“Continual economic growth is not sustainable.”
The Royal Society says that developed nations consume too much and that the world’s population is too high.
Consumption levels between developed and developing nations must be rebalanced alongside a stabilisation of the world’s population by voluntary methods, according to a new report from the Royal Society published today (Thursday, 26th April 2012). The most developed and the emerging economies must stabilise consumption levels, then reduce them, to help the poorest 1.3 billion people to escape absolute poverty through increased consumption. Alongside this, education and voluntary family planning programmes must be supported internationally to stabilise global population. The new report, People and the Planet, is the result of a 21 month study by the Royal Society, the UK’s 350 year-old national academy of science, on the issues around global population.
Royal Society report ‘People and the Planet’ – Eliya Msiyaphazi Zulu
Eliya Msiyaphazi Zulu, PhD. (Executive Director)
Royal Society report ‘People and the Planet’ – Sir John Sulston FRS
Sir John Sulston Bio
Sir John Sulston – The Royal Society’s Study of People and the Planet
“At the moment, the agendas of the growing population of people and the environment are too separate — people are thinking about one or the other,” said Sir John Sulston, Nobel laureate and chair of the Royal Society’s People and the Planet working group, in an interview with ECSP. “People argue about, ‘Should we consume less or should we have fewer people?’ The point is it’s both. We need to draw it together. It’s people and their activities.”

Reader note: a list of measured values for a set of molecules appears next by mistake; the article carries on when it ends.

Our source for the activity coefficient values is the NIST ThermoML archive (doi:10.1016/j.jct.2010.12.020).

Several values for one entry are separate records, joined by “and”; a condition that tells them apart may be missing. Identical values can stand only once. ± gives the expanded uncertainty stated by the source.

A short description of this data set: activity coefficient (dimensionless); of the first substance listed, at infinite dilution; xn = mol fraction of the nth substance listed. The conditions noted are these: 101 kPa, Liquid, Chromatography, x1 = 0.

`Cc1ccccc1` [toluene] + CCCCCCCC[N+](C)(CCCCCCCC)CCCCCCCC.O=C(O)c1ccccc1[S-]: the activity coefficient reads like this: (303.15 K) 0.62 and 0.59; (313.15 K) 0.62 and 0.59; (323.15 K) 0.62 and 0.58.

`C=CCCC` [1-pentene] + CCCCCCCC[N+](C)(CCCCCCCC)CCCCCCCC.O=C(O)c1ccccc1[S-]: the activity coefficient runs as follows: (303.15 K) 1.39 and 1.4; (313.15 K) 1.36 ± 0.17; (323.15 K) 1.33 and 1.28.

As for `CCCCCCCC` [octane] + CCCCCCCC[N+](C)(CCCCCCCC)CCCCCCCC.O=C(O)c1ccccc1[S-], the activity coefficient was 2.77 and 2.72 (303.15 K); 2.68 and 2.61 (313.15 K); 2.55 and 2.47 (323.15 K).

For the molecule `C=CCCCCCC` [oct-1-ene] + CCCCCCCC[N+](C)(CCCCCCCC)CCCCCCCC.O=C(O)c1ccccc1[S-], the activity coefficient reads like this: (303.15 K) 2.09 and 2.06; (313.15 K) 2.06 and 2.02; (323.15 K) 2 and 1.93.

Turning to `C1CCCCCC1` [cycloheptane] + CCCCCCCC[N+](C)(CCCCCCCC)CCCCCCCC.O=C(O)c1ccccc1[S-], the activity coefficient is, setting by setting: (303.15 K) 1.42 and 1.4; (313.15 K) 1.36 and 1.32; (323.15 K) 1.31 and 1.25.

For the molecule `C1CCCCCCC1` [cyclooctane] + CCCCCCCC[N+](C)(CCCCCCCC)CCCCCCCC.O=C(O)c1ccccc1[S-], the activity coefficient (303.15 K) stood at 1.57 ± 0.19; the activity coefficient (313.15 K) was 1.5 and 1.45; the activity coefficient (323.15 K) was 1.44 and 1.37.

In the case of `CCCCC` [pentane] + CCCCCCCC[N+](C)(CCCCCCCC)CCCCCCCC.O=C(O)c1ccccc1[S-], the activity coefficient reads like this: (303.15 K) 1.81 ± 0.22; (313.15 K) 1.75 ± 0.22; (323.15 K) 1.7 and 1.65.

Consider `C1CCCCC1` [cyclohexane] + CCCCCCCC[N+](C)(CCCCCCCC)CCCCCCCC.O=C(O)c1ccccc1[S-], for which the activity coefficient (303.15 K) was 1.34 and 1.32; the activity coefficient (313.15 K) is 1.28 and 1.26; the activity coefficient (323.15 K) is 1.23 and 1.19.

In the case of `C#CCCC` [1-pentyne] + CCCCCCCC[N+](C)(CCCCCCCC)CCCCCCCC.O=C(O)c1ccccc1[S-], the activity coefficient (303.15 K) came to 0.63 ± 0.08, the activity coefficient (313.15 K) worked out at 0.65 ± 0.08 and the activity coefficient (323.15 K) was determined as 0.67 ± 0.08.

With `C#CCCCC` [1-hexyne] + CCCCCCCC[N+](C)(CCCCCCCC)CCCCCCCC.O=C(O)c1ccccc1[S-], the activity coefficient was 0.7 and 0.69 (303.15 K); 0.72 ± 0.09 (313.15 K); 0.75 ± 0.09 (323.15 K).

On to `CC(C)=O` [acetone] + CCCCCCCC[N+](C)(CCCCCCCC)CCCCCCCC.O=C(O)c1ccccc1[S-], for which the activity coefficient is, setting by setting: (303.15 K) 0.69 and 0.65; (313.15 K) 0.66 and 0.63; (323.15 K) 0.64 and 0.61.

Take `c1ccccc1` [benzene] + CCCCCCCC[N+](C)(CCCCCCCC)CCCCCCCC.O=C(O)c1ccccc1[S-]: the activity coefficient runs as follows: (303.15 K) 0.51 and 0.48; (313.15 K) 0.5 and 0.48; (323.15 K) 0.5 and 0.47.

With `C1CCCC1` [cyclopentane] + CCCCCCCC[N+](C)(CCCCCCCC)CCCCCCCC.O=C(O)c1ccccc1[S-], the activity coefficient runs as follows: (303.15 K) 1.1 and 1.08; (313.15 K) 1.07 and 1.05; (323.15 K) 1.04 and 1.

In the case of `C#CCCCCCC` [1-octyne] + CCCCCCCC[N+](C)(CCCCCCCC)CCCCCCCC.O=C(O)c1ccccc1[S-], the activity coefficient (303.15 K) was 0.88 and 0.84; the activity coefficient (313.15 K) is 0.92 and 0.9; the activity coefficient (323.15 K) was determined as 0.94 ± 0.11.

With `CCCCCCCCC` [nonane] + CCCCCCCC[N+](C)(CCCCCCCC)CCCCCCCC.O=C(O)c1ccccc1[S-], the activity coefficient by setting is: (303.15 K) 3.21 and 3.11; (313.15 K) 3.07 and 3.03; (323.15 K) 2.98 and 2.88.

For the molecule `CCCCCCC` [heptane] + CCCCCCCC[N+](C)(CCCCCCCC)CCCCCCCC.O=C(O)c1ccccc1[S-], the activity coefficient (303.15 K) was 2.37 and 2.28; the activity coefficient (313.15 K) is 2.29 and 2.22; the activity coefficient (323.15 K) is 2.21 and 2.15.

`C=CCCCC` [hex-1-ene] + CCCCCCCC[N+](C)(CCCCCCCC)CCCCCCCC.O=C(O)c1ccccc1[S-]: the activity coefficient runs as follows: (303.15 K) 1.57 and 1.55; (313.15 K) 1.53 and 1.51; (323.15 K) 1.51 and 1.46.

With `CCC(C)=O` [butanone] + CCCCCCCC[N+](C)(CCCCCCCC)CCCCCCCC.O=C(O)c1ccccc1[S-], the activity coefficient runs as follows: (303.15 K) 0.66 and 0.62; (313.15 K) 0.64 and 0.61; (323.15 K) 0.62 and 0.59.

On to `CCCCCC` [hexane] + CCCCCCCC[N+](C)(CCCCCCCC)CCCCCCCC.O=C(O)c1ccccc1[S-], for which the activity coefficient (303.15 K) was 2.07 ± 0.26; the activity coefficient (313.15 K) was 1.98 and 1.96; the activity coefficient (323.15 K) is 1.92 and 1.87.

Sulston won the 2002 Nobel Prize in Physiology or Medicine for his work on mapping the human genome. He said that experience helped him appreciate the importance of utilizing science to the benefit of the wider public as he advocated for keeping the human genome in the public domain rather than allowing the knowledge to be privatized.
Key recommendations include:
1. The international community must bring the 1.3 billion people living on less than $1.25 per day out of absolute poverty, and reduce the inequality that persists in the world today. This will require focused efforts in key policy areas including economic development, education, family planning and health.
2. The most developed and the emerging economies must stabilise and then reduce material consumption levels through: dramatic improvements in resource use efficiency, including: reducing waste; investment in sustainable resources, technologies and infrastructures; and systematically decoupling economic activity from environmental impact.
3. Reproductive health and voluntary family planning programmes urgently require political leadership and financial commitment, both nationally and internationally. This is needed to continue the downward trajectory of fertility rates, especially in countries where the unmet need for contraception is high.
4. Population and the environment should not be considered as two separate issues. Demographic changes, and the influences on them, should be factored into economic and environmental debate and planning at international meetings, such as the Rio+20 Conference on Sustainable Development and subsequent meetings.